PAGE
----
Despite the recent 'hype' around circular economy, there are no readymade answers for implementing the principles of circular economy on the shop floor. Sirris and Agoria believe that companies can learn especially from each other's experiences, good and bad. That is why, in the autumn of 2016, we launched Circular Economy Connect, a learning network about circular economy for and from technology companies. The second cycle is due to start in the autumn of 2017. Topics will include: ‘recycling & remanufacturing’, ‘circular product design’, ‘financing and accounting for circular business models, based on selling services rather than products’ and ‘(big) data management and digital technologies to support circular solutions’.  


Participating companies have been able to better manage their circular economy projects. Members of the learning network are: Daikin, Barco, ETAP, Atlas Copco, BSH Home Appliances, Agfa Graphics, Baltimore Aircoil, TVH, Econocom, Philips, Deceuninck, Reynaers, Sony, Samsung.

Eco-design and eco-compliance

Anyone marketing energy-related products must meet the requirements for eco-design. The relevant European directives contain specific regulations with product requirements for a large number of products.


Companies can count on the extensive experience of Sirris and Agoria for a specific overview of innovation needs, in-depth knowledge of regulatory frameworks at the Flemish, national and European level and finally on the very extensive network that this project offers to find the right specialists who contribute to launch the innovation. The advantages which proactively respond to (environmental) regulations and how these can support innovation, are discussed and underlined based on the ‘Eco-compliance as a competitive weapon’ project.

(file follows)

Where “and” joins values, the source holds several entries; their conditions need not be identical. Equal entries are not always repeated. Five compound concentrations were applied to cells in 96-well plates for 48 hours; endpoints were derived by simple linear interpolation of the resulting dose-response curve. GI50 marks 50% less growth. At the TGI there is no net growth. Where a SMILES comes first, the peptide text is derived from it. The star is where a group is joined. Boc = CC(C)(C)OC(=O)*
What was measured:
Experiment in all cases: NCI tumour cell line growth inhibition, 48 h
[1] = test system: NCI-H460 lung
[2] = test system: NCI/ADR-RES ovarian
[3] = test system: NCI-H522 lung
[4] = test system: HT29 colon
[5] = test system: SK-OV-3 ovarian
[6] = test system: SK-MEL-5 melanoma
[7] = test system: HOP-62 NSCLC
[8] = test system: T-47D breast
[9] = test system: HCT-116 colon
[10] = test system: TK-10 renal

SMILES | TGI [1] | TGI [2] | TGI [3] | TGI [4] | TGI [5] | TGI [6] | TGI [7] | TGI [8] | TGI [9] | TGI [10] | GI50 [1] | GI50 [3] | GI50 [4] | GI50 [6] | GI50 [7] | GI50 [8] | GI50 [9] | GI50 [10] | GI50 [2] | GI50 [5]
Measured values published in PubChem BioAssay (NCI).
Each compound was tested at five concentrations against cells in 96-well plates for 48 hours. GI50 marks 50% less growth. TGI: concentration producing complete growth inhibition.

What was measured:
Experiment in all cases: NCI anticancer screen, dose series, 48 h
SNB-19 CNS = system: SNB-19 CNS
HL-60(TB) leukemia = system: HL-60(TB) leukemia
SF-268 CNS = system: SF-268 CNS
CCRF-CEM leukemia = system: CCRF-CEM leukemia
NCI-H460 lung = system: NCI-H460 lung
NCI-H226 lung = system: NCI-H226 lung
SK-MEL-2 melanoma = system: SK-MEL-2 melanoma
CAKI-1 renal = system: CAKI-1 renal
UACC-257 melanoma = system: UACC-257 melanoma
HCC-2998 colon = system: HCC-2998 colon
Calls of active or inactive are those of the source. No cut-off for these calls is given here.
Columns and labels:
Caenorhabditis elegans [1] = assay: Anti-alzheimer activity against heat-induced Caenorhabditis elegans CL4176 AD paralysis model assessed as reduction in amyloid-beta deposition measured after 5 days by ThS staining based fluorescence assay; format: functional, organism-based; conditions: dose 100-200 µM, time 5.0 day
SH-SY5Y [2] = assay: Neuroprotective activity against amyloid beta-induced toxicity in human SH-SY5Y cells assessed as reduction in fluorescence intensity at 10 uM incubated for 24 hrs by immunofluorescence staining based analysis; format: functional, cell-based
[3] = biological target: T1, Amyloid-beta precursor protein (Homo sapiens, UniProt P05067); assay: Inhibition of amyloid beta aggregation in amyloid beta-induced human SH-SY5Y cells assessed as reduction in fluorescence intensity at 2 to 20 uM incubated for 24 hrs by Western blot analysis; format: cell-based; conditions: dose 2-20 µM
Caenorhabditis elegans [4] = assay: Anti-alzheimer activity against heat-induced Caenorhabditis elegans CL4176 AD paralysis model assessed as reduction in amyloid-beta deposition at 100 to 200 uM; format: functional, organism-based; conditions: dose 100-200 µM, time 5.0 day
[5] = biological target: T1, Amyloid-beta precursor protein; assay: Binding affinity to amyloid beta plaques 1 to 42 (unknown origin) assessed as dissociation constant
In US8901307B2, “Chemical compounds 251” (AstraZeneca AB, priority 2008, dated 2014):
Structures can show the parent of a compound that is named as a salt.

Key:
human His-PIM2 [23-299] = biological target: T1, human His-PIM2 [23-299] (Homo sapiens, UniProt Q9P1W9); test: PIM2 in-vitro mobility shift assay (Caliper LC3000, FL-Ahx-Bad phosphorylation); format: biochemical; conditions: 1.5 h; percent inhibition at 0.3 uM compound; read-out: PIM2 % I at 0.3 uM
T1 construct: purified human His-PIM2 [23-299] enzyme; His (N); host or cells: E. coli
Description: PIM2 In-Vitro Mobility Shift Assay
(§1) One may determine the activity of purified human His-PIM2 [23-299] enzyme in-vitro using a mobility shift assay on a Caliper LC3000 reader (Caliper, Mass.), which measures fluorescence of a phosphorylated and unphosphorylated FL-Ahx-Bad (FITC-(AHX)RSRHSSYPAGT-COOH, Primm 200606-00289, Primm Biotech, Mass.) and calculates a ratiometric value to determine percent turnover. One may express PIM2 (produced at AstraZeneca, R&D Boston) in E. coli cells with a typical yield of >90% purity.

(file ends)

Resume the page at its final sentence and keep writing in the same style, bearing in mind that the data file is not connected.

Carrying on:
White Paper explains legislation about energy efficiency

The European Union has set itself a number of very concrete targets for improving energy efficiency in Europe and reducing emissions of harmful greenhouse gases in the years to come. There are important legislative frameworks in place for this, and being there from early on, companies can quickly derive (competitive) advantages from it. To meet the needs of the companies wanting to develop the energy-efficient products of the future, Sirris and Agoria released the White Paper 'Energy Efficiency Legislation: What's Important for My Products?’. It also provides a methodology for identifying the relevant regulations for products.   


This white paper contains an overview, made by experts from Sirris and Agoria, of the most important European legislation which can have an impact on the energy efficiency of your products when it comes to achieving the objectives. The following directives and regulations will be discussed: the Eco-design Directive 2009/125/EC, the Energy Labelling Regulation (EU)2017/1369, the Energy Performance of Buildings Directive 2010/31/EU and the Energy Efficiency Directive 2012/27/EU. For each of the above the experts explained the most important elements of the legislation, such as the scope, the procedure and current developments.